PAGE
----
If Innsbruck is the capital of the Alps, then the Nordkette mountain is the jewel of the Alps. With the Innsbruck cable car, called the Nordkettenbahnen, you can stand on one of its peaks within an hour from leaving the city centre. This guide tells you everything you need to know about the trip up the mountain.
The Nordkette mountain range makes a powerful and lasting first impression no matter how you arrive in Innsbruck. Its presence is what ultimately defines the city. Nordkette literally means the north chain, referring to the range of mountains just north of Innsbruck and the Inn Valley in Tyrol. The Nordkette is part of the Karwendel mountains which make up the largest nature reserve in Austria.
The Innsbruck cable car trip that takes you from the city centre to the Hafelekar on top of the Nordkette is broken up into 3 stages. This guide will tell you where to go and what to expect of the Nordkette cable cars.
Nordkette Cable Car Price
Return trip Innsbruck to Hafelekar – €36,50 per adult, €21,90 per child
Return trip Innsbruck to Seegrube – €32,90 per adult, €19,70 per child
Return trip Innsbruck to Hungerburg – €9,50 per adult, €5,70 per child
Different rates apply for seniors and youth/students. Find the complete breakdown of the Innsbruck cable car prices here.
Where to Buy Tickets
There are manned ticket offices at the Congress and Hungerburg stations. All the other stations have ticket machines where you can only pay by credit or debit card. Or you can click here to conveniently buy your tickets online before your trip.
I think it’s fair to say the Nordkette cable car prices aren’t cheap. That’s why it may be a good idea to invest in the Innsbruck Card and the Freizeitticket Tirol (only for residents of Tyrol). You get direct access to the cable cars with these tickets. The Innsbruck Card is valid for one return trip. However, you can break it up into stages if you want to stop and visit the Alpenzoo for example.
Read more: The ultimate Innsbruck sightseeing guide
Stage 1 — Innsbruck Congress (560m) to Hungerburg (860m) via Löwenhaus and Alpenzoo
The Hungerburg funicular departs from the Congress station just down the road from the Imperial Palace in Rennweg (see map below) for the first stage of the Nordkette cable car trip. You can’t miss the modern design by architect Zaha Hadid. Inspired by Alpine glaciers, she designed all four the bottom stations of the Nordkettenbahnen.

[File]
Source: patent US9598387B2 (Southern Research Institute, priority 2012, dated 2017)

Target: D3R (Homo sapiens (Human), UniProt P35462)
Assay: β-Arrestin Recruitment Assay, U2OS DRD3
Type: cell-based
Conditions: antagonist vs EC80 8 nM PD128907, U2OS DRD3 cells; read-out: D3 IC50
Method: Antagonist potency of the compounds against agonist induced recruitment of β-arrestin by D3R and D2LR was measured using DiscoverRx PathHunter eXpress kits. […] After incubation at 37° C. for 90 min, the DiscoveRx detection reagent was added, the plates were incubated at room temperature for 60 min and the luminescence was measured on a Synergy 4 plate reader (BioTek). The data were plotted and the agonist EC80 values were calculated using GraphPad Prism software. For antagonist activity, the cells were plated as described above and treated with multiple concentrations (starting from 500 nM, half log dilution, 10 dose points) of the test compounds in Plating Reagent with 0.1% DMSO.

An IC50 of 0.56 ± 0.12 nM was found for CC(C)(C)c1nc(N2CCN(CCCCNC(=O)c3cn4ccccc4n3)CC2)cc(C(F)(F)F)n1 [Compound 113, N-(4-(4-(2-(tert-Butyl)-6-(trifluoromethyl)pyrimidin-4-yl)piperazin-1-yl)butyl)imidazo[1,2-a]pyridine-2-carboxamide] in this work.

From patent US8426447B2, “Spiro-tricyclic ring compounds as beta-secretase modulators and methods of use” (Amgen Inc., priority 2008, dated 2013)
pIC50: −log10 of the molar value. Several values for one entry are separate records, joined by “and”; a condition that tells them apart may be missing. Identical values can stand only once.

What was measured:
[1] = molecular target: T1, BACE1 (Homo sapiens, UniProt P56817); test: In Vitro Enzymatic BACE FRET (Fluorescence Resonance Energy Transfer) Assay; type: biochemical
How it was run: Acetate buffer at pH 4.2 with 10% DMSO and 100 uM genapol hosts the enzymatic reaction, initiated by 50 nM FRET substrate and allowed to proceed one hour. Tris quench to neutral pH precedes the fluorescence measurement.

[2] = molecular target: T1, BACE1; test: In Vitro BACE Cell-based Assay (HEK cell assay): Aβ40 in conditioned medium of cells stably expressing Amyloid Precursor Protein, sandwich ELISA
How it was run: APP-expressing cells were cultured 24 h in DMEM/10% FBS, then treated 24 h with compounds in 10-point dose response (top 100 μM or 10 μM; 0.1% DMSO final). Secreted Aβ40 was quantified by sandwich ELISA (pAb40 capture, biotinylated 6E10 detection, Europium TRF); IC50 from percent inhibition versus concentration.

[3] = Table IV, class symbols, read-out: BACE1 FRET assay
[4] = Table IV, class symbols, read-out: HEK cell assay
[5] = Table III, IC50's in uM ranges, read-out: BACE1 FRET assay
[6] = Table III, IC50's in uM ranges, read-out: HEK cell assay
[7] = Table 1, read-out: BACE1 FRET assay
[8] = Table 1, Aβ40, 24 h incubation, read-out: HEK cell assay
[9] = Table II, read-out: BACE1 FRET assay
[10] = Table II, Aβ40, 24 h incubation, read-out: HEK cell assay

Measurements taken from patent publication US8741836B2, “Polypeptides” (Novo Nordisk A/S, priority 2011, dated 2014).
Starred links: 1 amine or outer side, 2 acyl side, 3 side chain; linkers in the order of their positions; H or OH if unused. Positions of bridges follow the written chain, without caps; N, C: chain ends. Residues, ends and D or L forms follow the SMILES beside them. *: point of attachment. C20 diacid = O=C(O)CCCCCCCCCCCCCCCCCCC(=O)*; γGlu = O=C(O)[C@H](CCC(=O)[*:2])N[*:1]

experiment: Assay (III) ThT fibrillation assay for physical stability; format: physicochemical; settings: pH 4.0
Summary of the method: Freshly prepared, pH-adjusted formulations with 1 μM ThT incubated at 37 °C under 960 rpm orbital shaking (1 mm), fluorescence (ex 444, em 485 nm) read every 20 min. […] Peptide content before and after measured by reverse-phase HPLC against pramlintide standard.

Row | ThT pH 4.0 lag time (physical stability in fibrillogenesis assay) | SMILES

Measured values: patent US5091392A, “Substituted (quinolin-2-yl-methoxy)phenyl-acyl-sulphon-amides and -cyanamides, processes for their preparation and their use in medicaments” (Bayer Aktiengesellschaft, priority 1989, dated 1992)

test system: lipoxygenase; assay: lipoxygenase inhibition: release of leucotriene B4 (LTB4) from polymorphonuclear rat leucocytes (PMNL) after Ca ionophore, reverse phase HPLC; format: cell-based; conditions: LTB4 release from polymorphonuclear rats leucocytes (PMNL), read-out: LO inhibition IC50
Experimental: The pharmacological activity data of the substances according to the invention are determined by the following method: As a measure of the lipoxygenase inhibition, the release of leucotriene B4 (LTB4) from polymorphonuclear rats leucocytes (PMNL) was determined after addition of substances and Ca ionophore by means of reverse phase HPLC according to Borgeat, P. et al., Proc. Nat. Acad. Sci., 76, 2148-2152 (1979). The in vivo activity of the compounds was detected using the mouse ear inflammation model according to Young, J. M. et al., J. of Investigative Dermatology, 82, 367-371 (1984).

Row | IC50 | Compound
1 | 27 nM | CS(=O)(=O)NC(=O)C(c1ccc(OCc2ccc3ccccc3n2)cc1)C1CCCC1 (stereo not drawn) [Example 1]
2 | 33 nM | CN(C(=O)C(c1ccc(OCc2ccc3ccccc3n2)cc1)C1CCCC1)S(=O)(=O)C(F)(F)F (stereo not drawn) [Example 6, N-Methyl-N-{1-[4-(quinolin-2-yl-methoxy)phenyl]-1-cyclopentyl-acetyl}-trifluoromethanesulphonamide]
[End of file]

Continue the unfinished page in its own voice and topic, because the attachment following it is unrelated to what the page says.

The Löwenhaus station on the banks of the Inn River is reached within a few minutes after leaving the Congress. From here, the next stop is the Alpenzoo (750m), with the Hungerburg after that. It’s possible to disembark at the Alpenzoo for a visit to Europe’s highest-lying zoo and continue your journey up or down the Nordkette later.
The Hungerburg funicular leaves every 15 minutes. For the best views, try to get room in the front compartment (the furthest away from the tunnel when you leave the Congress station).
Operating Times – 7:15 to 19:15 from Monday to Friday and 8:00 to 19:15 on weekends and public holidays.
Stage 2 — Hungerburg to Seegrube (1905m)
The cable car leaving for Seegrube is in a different building from where you disembark when arriving in Hungerburg from Innsbruck. Looking towards the mountain, it is across the Herman Buhl square in the big white building next to the restaurant on your left.
You have time for a few quick photos of the views before waiting in line for the next stage of your Innsbruck cable car trip. It’s one big car with mostly standing room and can get quite full. On busy days, it may happen that you must wait for the next car.
Operating Times – Daily from 8:30 to 17:30.